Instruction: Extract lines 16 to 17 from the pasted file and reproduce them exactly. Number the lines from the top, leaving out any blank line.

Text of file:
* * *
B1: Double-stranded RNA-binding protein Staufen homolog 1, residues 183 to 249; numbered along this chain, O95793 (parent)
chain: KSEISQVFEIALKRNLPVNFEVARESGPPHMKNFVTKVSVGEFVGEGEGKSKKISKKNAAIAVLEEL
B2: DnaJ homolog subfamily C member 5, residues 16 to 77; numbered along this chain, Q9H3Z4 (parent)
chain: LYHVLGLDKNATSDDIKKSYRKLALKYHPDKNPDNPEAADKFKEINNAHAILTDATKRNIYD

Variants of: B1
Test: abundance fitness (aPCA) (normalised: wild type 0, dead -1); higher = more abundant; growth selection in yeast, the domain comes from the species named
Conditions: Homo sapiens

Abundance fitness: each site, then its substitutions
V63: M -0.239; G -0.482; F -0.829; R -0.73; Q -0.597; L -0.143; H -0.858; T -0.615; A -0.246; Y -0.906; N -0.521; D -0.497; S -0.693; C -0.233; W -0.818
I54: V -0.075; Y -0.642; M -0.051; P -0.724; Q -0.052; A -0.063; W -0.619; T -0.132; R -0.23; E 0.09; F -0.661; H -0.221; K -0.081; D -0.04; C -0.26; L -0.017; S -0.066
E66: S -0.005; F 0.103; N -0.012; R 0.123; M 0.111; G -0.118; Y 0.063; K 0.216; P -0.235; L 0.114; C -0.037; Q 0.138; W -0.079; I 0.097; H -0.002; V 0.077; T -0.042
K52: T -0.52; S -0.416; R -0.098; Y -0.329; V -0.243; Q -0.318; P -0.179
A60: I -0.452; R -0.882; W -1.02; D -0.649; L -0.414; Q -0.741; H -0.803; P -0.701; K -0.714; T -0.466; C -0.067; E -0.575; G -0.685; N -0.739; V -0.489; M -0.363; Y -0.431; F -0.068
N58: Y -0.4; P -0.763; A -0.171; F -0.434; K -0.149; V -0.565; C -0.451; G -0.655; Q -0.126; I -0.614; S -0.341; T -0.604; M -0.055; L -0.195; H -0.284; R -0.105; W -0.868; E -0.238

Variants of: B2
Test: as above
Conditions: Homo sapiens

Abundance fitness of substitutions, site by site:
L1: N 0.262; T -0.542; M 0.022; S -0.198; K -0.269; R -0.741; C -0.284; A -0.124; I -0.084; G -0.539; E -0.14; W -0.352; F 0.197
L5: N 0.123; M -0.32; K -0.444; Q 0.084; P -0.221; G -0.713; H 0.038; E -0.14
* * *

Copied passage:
Test: as above
Conditions: Homo sapiens